MICHAEL S. NIEDERMAN, M.D.; WILLIAM W. MERRILL, M.D.; REDENTO D. FERRANTI, M.D.; KRISTINE M. PAGANO, R.D.; LUCY B. PALMER, M.D.; HERBERT Y. REYNOLDS, M.D.
Patients with chronic tracheostomy often develop tracheobronchial colonization with enteric gram-negative bacilli, especially Pseudomonas aeruginosa, but pathogenic mechanisms are largely unknown. To examine this problem, we measured in-vitro bacterial adherence to airway epithelial cells from the tracheal surfaces of 15 patients with chronic tracheostomy and 18 healthy, noncolonized controls without tracheostomy. Patients with tracheostomy had more tracheal cell adherence (7.3 ± 0.4 [SE] bacteria/cell) than controls (4.8 ± 0.7 bacteria/cell; p = 0.008), but patients colonized by Pseudomonas species had even more binding (9.0 ± 0.06 bacteria/cell) than those without this finding (5.8 ± 0.8 bacteria/cell; p = 0.008). Differences between patients in lower airway cell binding of bacteria were largely related to a multifactorial assessment of patient nutritional status, the prognostic nutritional index (r = 0.67, p = 0.005). Thus, nutritional status may account in part for the common problem of tracheobronchial colonization with gram-negative bacteria in patients with chronic tracheostomy.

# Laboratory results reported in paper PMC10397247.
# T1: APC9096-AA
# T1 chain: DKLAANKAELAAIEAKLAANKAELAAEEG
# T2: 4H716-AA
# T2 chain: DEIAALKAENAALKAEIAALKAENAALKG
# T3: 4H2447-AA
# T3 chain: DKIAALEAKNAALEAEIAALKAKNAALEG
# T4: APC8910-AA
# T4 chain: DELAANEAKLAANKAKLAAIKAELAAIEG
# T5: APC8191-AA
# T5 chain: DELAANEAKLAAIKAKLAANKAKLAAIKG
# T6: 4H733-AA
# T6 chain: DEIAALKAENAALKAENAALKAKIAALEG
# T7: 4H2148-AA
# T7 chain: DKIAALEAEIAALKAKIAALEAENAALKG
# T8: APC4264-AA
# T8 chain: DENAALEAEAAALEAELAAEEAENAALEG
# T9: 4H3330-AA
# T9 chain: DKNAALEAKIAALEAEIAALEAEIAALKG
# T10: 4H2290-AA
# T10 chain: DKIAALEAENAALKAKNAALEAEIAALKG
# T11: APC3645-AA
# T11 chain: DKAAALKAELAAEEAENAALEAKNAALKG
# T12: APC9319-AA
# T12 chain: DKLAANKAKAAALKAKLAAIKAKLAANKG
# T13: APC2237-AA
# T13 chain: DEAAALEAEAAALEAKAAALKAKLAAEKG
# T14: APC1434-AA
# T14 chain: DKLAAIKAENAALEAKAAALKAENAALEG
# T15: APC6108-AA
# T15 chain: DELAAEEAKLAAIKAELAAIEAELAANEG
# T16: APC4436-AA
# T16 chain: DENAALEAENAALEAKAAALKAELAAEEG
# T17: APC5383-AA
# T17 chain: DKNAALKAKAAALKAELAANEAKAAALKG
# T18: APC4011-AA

NIEDERMAN MS, MERRILL WW, FERRANTI RD, et al. Nutritional Status and Bacterial Binding in the Lower Respiratory Tract in Patients with Chronic Tracheostomy. Ann Intern Med. 1984;100:795–800. doi: 10.7326/0003-4819-100-6-795
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Published: Ann Intern Med. 1984;100(6):795-800.
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